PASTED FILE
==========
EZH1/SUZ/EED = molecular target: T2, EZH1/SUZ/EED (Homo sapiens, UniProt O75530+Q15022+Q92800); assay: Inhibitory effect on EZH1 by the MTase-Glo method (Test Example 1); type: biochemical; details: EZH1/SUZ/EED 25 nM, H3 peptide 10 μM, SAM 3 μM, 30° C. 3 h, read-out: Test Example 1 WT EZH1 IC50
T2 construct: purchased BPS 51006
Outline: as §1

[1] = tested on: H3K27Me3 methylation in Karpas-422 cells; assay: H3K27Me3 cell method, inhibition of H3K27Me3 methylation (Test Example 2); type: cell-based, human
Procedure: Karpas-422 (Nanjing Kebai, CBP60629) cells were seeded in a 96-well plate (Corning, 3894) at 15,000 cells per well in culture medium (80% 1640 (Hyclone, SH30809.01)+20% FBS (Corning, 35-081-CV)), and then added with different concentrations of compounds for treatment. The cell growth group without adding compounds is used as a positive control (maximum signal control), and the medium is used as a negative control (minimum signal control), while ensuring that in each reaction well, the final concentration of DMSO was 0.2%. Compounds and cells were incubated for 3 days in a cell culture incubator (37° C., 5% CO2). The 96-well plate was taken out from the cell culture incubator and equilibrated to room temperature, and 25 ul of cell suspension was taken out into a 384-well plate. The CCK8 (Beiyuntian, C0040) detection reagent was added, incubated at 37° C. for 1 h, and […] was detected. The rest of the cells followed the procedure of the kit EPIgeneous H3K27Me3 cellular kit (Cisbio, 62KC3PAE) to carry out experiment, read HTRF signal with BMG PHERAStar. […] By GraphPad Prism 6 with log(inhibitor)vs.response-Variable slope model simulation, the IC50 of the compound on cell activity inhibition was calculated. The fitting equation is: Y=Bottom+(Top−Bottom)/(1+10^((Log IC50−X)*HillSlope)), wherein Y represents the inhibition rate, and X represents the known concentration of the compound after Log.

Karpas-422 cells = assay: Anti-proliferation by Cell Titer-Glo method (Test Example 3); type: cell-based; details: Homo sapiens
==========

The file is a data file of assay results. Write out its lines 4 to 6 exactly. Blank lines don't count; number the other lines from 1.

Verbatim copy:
[1] = tested on: H3K27Me3 methylation in Karpas-422 cells; assay: H3K27Me3 cell method, inhibition of H3K27Me3 methylation (Test Example 2); type: cell-based, human
Procedure: Karpas-422 (Nanjing Kebai, CBP60629) cells were seeded in a 96-well plate (Corning, 3894) at 15,000 cells per well in culture medium (80% 1640 (Hyclone, SH30809.01)+20% FBS (Corning, 35-081-CV)), and then added with different concentrations of compounds for treatment. The cell growth group without adding compounds is used as a positive control (maximum signal control), and the medium is used as a negative control (minimum signal control), while ensuring that in each reaction well, the final concentration of DMSO was 0.2%. Compounds and cells were incubated for 3 days in a cell culture incubator (37° C., 5% CO2). The 96-well plate was taken out from the cell culture incubator and equilibrated to room temperature, and 25 ul of cell suspension was taken out into a 384-well plate. The CCK8 (Beiyuntian, C0040) detection reagent was added, incubated at 37° C. for 1 h, and […] was detected. The rest of the cells followed the procedure of the kit EPIgeneous H3K27Me3 cellular kit (Cisbio, 62KC3PAE) to carry out experiment, read HTRF signal with BMG PHERAStar. […] By GraphPad Prism 6 with log(inhibitor)vs.response-Variable slope model simulation, the IC50 of the compound on cell activity inhibition was calculated. The fitting equation is: Y=Bottom+(Top−Bottom)/(1+10^((Log IC50−X)*HillSlope)), wherein Y represents the inhibition rate, and X represents the known concentration of the compound after Log.

Karpas-422 cells = assay: Anti-proliferation by Cell Titer-Glo method (Test Example 3); type: cell-based; details: Homo sapiens